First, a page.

Watchdog agency redacts findings about Virginia Parole Board

Watchdog agency redacts findings about Virginia Parole Board

RICHMOND, Va. (AP) — Virginia’s government watchdog agency has investigated complaints about the state Parole Board and found “substantiated” allegations but is withholding further details about its work, citing an exemption in the state open records law.

The State Office of the Inspector General informed Governor Ralph Northam’s administration Tuesday about the findings of its administrative investigation into the board, according to a letter obtained by The Associated Press through an open records request.

The version of the six-page letter provided to AP was almost entirely redacted, although it said in a section labeled “conclusion” that at least some allegations “are substantiated.” It also said potential recommendations would be outlined in the future.

State officials announced in May that the inspector general’s office was investigating the parole board’s handling of the case of Vincent Martin, who was convicted in the 1979 killing of Richmond police officer Michael Connors. The decision to grant Martin parole sparked an uproar in the law enforcement community, and both Connors’ family and Richmond’s top prosecutor asked the board to rescind its decision.

In addition to Martin’s case, AP and other news outlets have reported on recent parole decisions across the state in which prosecutors and victims’ families have raised concerns about what they have said is a lack of timely or sufficient notification of the release of violent offenders. Top GOP lawmakers called for Northam to issue a moratorium on the release of certain inmates by the board, which the Democratic governor flatly rejected.

Connors’ sister, Maureen Clements, has told the AP she filed a complaint with the inspector general’s office about Martin’s case over the way her family was treated and procedures she alleged were not followed. She has said she had multiple conversations with the office and was told it was investigating not only the board’s handling of the Martin case but several others.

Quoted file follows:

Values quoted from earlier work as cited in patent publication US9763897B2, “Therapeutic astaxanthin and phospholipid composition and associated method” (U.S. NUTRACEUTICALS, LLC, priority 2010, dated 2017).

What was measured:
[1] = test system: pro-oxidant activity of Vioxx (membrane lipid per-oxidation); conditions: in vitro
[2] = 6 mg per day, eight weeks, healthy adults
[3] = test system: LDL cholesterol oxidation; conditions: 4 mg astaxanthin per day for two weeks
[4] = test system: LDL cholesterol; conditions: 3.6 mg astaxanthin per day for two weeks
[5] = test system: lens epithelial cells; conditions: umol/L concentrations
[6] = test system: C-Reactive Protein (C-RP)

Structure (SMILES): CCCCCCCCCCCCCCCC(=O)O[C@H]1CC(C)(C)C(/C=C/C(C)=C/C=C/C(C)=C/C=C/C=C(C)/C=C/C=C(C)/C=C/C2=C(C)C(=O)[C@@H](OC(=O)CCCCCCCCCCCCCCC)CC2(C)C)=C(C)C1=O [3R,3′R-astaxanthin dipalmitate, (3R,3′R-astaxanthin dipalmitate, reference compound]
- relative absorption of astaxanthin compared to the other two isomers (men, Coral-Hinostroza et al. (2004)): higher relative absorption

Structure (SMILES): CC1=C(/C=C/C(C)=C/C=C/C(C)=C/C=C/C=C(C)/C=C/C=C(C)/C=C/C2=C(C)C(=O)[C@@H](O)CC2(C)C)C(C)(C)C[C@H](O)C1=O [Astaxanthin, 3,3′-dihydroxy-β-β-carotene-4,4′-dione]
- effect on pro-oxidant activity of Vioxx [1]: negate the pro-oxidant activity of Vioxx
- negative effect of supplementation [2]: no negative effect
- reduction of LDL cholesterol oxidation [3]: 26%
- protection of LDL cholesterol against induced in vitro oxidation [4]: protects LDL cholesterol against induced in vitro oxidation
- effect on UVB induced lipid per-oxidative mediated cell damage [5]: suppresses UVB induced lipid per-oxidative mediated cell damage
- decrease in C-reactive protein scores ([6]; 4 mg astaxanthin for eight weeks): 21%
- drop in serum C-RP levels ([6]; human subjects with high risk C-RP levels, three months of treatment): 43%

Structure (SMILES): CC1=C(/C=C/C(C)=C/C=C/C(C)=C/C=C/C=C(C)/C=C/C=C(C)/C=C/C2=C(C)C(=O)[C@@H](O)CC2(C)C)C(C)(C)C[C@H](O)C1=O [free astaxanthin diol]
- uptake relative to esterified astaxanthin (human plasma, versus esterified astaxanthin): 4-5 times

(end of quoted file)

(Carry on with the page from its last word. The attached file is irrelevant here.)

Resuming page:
The Office of the Inspector General’s letter, which was addressed to Brian Moran, the state’s secretary of public safety and homeland security, said its investigation was based on “several complaints made to the State Fraud, Waste and Abuse Hotline.”

The inspector general’s office told the AP in an email that all Parole Board information provided for the investigation was exempt under Virginia’s open records law, which largely frees the board from complying with the same disclosures as other government agencies.

“The Virginia Parole Board maintains its FOIA exclusions and has not waived its FOIA protections,” State Inspector General Michael Westfall wrote in the email.

Moran did not immediately respond to a message seeking comment.

House Republican Leader Del. Todd Gilbert sent a letter to Westfall requesting a copy of the full, unredacted report.

Martin’s release was delayed at the last minute but he was then freed June 10, before the investigation had concluded.

The former parole board chair, Adrianne Bennett, released a lengthy statement defending the board’s decision to release Martin. In it, she wrote that Martin “has demonstrated himself over the decades to be a trusted leader, peacemaker, mediator and mentor in the correctional community” and has been infraction-free for more than 30 years. Martin has always maintained his innocence, wrote Bennett.

She wrote that his conviction was based “primarily upon the conflicting testimony of the three cooperating co-defendants,” who were also convicted but completed lighter sentences in the 1980s and early 1990s.

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